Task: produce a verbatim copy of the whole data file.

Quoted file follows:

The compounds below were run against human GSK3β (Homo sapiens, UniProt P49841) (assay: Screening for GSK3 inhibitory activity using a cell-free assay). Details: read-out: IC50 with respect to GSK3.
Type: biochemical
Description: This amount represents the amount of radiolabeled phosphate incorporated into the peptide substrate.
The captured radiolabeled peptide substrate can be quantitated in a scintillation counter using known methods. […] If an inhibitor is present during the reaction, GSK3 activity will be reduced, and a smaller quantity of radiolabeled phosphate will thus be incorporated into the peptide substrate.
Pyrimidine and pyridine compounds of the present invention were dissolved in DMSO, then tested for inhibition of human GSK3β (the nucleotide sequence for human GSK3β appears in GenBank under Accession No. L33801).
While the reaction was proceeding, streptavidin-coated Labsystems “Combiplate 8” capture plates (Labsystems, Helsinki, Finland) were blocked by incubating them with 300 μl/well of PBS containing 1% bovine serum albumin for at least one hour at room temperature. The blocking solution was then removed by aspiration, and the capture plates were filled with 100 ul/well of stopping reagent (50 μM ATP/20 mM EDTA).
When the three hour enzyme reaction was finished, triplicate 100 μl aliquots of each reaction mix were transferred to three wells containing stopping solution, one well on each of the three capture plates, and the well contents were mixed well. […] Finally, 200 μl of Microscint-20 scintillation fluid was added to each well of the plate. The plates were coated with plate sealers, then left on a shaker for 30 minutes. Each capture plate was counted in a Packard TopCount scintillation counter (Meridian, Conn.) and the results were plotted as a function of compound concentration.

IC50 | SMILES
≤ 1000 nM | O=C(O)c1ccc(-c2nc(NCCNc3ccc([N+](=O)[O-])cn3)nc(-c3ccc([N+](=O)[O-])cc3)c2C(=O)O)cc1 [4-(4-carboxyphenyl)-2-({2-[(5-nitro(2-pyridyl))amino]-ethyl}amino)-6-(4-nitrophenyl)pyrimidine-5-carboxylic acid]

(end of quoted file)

The compounds below were run against human GSK3β (Homo sapiens, UniProt P49841) (assay: Screening for GSK3 inhibitory activity using a cell-free assay). Details: read-out: IC50 with respect to GSK3.
Type: biochemical
Description: This amount represents the amount of radiolabeled phosphate incorporated into the peptide substrate.
The captured radiolabeled peptide substrate can be quantitated in a scintillation counter using known methods. […] If an inhibitor is present during the reaction, GSK3 activity will be reduced, and a smaller quantity of radiolabeled phosphate will thus be incorporated into the peptide substrate.
Pyrimidine and pyridine compounds of the present invention were dissolved in DMSO, then tested for inhibition of human GSK3β (the nucleotide sequence for human GSK3β appears in GenBank under Accession No. L33801).
While the reaction was proceeding, streptavidin-coated Labsystems “Combiplate 8” capture plates (Labsystems, Helsinki, Finland) were blocked by incubating them with 300 μl/well of PBS containing 1% bovine serum albumin for at least one hour at room temperature. The blocking solution was then removed by aspiration, and the capture plates were filled with 100 ul/well of stopping reagent (50 μM ATP/20 mM EDTA).
When the three hour enzyme reaction was finished, triplicate 100 μl aliquots of each reaction mix were transferred to three wells containing stopping solution, one well on each of the three capture plates, and the well contents were mixed well. […] Finally, 200 μl of Microscint-20 scintillation fluid was added to each well of the plate. The plates were coated with plate sealers, then left on a shaker for 30 minutes. Each capture plate was counted in a Packard TopCount scintillation counter (Meridian, Conn.) and the results were plotted as a function of compound concentration.

IC50 | SMILES
≤ 1000 nM | O=C(O)c1ccc(-c2nc(NCCNc3ccc([N+](=O)[O-])cn3)nc(-c3ccc([N+](=O)[O-])cc3)c2C(=O)O)cc1 [4-(4-carboxyphenyl)-2-({2-[(5-nitro(2-pyridyl))amino]-ethyl}amino)-6-(4-nitrophenyl)pyrimidine-5-carboxylic acid]